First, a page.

Bevan Kirley, a research associate at the University of North Carolina Highway Safety Research Center, did a study of motorcycle crashes in Graham County in 2013.  Not surprising, she found the most common reason riders crash is because they enter corners too fast.  However, more interesting for touring riders, Ms. Kirley found that riders from nearby states are 55% more likely to crash than North Carolina riders and riders from farther away are 91% more likely.  Just food for thought, let’s get back to the ride.

Recognizable dragon sculpture at Deals Gap. Photo by R Mac Wheeler, Flickr.

The south end of the Tail of the Dragon begins at Deals Gap NC.  Deals Gap has become the gathering place for Dragon riders.  The Deals Gap Motorcycle Resort offers accommodations, as well as food and gas, along with an assortment of souvenirs to remember the day.  Certainly worth a stop. 

The Dragon is the very definition of a “twisty” road, calling for every bit of skill a rider can muster.  For tips on riding technical roads, take a look at Riding Tips to Tame a Dragon.   

The Calderwood Dam and Lake Calderwood viewed from the Tail of The Dragon overlook. Photo by Dsdugan, Wikimedia CC.

Keep an eye out for the Tail of the Dragon scenic lookout, roughly 8 to 9 miles past Deals Gap.  The view to Calderwood Dam below is dramatic.  The dam, with Calderwood Lake backing up behind it, is one of 4 dams on the Little Tennessee River built in 1920’s and 30’s to power local aluminum plants.  Nearly 100 years later, they’re still in operation under the care of Alcoa (aka Aluminum Company of America).   If nothing else, the dramatic view makes a great backdrop for a group shot or a selfie.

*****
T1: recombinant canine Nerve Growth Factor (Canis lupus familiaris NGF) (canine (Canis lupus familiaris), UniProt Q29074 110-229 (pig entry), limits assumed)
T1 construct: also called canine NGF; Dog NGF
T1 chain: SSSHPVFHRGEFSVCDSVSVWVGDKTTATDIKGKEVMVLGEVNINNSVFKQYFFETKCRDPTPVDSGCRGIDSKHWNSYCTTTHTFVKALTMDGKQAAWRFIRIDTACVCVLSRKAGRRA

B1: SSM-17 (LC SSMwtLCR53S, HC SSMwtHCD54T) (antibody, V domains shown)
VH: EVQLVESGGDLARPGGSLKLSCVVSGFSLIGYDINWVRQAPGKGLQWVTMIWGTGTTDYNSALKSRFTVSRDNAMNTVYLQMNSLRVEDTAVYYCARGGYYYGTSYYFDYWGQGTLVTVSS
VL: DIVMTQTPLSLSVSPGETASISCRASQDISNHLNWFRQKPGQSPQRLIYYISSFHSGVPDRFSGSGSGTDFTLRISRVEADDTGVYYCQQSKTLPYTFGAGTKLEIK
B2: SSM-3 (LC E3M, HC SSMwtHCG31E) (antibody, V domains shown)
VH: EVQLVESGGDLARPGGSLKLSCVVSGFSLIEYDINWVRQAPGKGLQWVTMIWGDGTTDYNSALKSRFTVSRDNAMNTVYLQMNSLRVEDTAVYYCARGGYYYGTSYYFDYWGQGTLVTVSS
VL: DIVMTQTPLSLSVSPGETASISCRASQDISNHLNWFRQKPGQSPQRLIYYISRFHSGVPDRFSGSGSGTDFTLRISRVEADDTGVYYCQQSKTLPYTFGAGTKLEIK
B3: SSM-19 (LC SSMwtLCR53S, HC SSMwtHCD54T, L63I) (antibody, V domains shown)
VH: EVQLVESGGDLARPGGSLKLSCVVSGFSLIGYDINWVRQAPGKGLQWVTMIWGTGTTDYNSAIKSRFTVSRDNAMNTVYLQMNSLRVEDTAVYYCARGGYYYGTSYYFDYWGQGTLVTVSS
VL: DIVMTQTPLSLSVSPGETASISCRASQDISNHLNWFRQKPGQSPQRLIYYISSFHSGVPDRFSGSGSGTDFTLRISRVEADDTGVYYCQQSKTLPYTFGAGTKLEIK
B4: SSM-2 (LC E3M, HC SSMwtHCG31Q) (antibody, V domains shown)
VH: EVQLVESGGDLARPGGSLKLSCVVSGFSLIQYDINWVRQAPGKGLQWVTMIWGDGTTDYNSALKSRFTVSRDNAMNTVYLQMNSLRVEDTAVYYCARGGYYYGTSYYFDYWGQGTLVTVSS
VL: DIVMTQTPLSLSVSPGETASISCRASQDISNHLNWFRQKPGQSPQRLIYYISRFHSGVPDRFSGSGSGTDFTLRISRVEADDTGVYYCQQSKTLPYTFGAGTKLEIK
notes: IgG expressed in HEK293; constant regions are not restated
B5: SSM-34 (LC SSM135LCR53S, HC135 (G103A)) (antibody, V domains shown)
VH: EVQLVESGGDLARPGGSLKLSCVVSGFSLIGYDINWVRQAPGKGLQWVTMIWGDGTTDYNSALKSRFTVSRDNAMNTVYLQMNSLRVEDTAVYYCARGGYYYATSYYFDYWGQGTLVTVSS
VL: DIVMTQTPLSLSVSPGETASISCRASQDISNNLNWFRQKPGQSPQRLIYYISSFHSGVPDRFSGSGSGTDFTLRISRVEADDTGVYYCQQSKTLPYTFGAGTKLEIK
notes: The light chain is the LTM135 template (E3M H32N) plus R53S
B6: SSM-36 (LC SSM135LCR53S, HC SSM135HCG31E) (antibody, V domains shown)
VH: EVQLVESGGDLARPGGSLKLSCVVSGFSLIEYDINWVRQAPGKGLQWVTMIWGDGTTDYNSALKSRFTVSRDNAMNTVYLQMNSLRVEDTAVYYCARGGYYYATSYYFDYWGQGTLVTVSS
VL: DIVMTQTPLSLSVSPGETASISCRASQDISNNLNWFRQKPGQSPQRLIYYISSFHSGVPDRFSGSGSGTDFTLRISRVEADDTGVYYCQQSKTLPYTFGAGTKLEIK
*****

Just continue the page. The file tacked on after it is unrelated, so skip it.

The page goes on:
On to Gatlinburg
The town of Gatlinburg from SkyLift Park.

There’s still plenty of good riding left in the day.  So gather it up and continue riding US-129 toward Tallassee.  The roadway unwinds a bit making the ride a little less exhilarating but compensated for by views of Chilhowee Lake (which covers an ancient Native American village) and more. 

Keep an eye out for Foothills Parkway West just past Abrams Creek.  The ride turns right onto the parkway toward Gatlinburg.  Foothills Parkway is a reasonably quiet two lane road, packed with turns and as a result mostly double yellow for 50+ miles.  Not a high-effort road and perfect for afternoon riding. 

Gatlinburg sits at the entrance to the Great Smoky Mountains National Park.  The town has a wide selection of accommodations, restaurants, and entertainment to offer.  Check out the suspension bridge at SkyLift Park if time permits.